As is to be expected here in New Zealand, storm warnings have been issued to summer campers. Tents in campgrounds in Northland and The Coromandel have blown away and only the very stoic have not headed home days or weeks early.
Some things don’t change and while I do feel sorry for the campers, it’s not as if this didn’t happen last year, or the year before nor the 10 years before that. If there’s something you can guarantee, it’s that tents will fly at New Year somewhere in New Zealand. Weather is always best here in late February and March.
It’s been a fun week of celebration and food for our family. I was feeling particularly smug on Christmas Day when a fellow church goer at my old school told me I hadn’t changed a bit and promptly called me by my younger sister’s name (truth be told, I was also feeling pretty smug that I’d managed to get us to church as a family on Christmas morning).
That was until yesterday when out with Mum and an old family friend we ran in to mistook me for my Aunt. While Aunty looks fantastic, the fact remains that she is 71 years old. What was he thinking?!
Another thing that does not change when staying with Mum is the daily fight as to who will cook each night. Mum usually wins as she still hates me “messing her kitchen”. I’m pleased to say that I’ve won the battle the last few days and spent yesterday’s dismal morning looking through Mum’s new Rick Stein “Venice to Istanbul” book. I loved the telly series and get seriously hungry looking through the book (which would be even better if every recipe was photographed).
Everyone knows I’m a bit of a chose-atarian when it comes to protein. One meat I will eat, when slow cooked, is lamb. It’s pleasing to see that Rick’s book is crammed with delicious looking lamb recipes. I gave one a crack and am pleased to report that it was mighty fine. The recipe calls for a leg of lamb. While that was my intention, a boned leg was on special at the supermarket, so that’s what we used.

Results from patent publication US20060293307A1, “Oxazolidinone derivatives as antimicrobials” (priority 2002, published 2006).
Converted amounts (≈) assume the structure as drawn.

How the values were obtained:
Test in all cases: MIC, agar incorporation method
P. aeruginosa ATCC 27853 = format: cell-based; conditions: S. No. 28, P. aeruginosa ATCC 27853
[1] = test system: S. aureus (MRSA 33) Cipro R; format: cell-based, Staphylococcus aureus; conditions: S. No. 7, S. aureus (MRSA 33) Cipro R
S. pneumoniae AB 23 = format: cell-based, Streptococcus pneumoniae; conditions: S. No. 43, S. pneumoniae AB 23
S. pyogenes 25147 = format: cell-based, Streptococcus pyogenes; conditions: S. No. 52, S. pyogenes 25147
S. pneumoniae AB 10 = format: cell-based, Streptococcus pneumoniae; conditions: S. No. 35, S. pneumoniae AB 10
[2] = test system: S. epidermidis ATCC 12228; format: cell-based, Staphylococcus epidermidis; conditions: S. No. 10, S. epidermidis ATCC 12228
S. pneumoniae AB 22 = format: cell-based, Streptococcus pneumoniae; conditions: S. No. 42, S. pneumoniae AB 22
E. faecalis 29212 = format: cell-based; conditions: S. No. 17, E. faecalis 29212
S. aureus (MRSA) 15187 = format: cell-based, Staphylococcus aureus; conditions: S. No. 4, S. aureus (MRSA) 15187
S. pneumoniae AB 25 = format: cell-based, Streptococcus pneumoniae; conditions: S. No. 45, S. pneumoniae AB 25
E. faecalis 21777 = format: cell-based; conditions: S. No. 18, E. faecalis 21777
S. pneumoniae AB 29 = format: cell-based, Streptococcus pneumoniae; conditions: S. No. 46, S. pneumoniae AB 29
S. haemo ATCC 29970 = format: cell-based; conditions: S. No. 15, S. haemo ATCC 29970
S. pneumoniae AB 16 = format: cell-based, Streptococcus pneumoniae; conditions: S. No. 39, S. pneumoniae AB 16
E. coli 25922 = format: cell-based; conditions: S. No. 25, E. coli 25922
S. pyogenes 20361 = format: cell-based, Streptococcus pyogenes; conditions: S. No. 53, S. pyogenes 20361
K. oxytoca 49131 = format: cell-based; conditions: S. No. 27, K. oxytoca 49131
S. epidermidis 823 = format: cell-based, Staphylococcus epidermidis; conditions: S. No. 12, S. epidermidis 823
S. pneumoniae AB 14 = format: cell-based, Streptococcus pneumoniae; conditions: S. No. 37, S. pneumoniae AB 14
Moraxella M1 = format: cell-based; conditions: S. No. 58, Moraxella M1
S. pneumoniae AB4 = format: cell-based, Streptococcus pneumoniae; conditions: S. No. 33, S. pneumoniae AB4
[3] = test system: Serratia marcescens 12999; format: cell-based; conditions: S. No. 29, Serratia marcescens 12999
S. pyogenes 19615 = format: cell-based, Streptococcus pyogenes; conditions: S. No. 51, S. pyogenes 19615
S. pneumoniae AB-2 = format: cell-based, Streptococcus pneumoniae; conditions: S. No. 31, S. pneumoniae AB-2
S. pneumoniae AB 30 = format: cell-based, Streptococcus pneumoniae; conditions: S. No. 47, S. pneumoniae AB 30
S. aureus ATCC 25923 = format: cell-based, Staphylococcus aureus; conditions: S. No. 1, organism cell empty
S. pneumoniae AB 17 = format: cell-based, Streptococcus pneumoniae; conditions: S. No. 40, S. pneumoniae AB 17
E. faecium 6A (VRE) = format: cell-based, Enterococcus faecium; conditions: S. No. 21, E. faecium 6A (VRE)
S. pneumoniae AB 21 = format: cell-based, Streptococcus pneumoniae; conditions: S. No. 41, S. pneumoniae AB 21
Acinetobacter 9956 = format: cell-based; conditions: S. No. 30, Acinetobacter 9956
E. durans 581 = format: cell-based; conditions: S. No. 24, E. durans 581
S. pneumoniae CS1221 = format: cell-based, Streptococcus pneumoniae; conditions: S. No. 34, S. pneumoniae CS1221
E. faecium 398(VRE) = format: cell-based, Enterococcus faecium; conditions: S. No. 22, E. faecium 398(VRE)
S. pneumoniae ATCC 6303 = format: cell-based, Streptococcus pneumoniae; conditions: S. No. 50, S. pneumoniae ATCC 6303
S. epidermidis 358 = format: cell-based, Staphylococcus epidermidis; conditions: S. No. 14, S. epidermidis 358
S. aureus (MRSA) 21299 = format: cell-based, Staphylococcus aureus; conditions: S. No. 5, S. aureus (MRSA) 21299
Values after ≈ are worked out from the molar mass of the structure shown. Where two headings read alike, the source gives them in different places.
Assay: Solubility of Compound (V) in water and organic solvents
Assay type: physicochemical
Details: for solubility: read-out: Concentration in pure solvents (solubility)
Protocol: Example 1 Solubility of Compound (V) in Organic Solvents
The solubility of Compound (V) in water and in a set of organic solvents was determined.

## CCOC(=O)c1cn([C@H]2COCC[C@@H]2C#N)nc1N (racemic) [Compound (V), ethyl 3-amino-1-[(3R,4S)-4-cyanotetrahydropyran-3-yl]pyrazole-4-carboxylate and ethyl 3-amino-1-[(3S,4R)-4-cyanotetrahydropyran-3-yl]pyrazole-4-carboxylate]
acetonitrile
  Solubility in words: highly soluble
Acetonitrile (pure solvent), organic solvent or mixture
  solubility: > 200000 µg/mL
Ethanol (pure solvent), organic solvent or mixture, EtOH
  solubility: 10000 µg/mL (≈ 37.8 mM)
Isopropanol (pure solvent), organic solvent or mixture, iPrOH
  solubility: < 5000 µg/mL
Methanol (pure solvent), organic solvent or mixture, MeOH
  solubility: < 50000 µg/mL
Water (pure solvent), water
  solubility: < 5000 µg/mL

I decided at the outset that I would cook as Rick did so followed his lead and didn’t brown the lamb (which is something I’d usually do). It was perfect, which was probably something to do with the higher cooking temperature. The recipe is pretty much as written by Rick, with a few modifications and additions.
Just remember to allow plenty of time – the prep is fast, but do start about three and a half hours before you want to eat.
What you’ll need
1.5 kg waxy potatoes (I used agria – which are more floury – from the garden, and have no idea of the quantity I used
Freshly cracked pepper
1 large capsicum, deseeded and chopped into strips (I used half a red and a whole green capsicum)
3 large ripe tomatoes – I chopped into large chunks
1 bulb garlic – I used around 5 cloves as that’s what I had
A few sprigs of rosemary (I added this as love rosemary with lamb)
2 bay leaves
Leg of lamb – Rick’s was around 2.5kg, my boneless leg was around 1.8kg
1 juicy lemon
200ml hot or boiling water
100g feta –I used 150g
How to make it
Find a heavy bottom casserole with a lid, or a deep baking dish and some foil.
Heat the oven to 190C.
Peel and chunk chop the potatoes. Dry off with a disposable kitchen towel and put in a single layer at the bottom of your cooking dish. Season generously with salt and pepper.
Add the capsicum, tomatoes, bay, rosemary and garlic. Rick suggests chopping the bulb in half horizontally, I just threw in the whole cloves. Season again.
Season the leg of lamb and put on top of the vegetables. Pour the lemon juice over the lamb, following by a good drizzle of olive oil.Then sprinkle dried oregano over the lamb. Pour the water over the vegetables. Cover the lamb and put into the oven.
Cook for 2½-2¾ hours until lamb is falling off the bone. (I turned my lamb half way through, but not sure you need to. I seasoned the new top side with more oregano.)
At 2½ hours, I removed the lid, turned the lamb over again, put in largely crumbled feta and continued to bake for another 20 minutes. I had loads of liquid, but add more if you don’t.
I removed the lamb from the cooking dish and covered with foil, then removed the veges and put on to a serving dish, with the crumbled feta. I put the covered lamb on top of the veges and left it covered while I reduced the liquid down (I threw away about half of it first) and thickened to make a gravy.
Just before serving with the gravy, I removed the foil and pulled the lamb apart with two forks.
Despite being little piggys and eating far too much, there was loads left to make next night rissoles (watch out for that recipe).
Despite taking a while to cook, once it’s in the oven, you are free to kick back or duck out to the New Year sales. And, it’s worth the effort. While this would usually be something I’d cook in the winter, it’s perfect for this stormy cold spell we’re experiencing right now.
Oh, and if you hear my family calling me “Milly”, that’s my Aunt’s name. They all think it’s hilarious.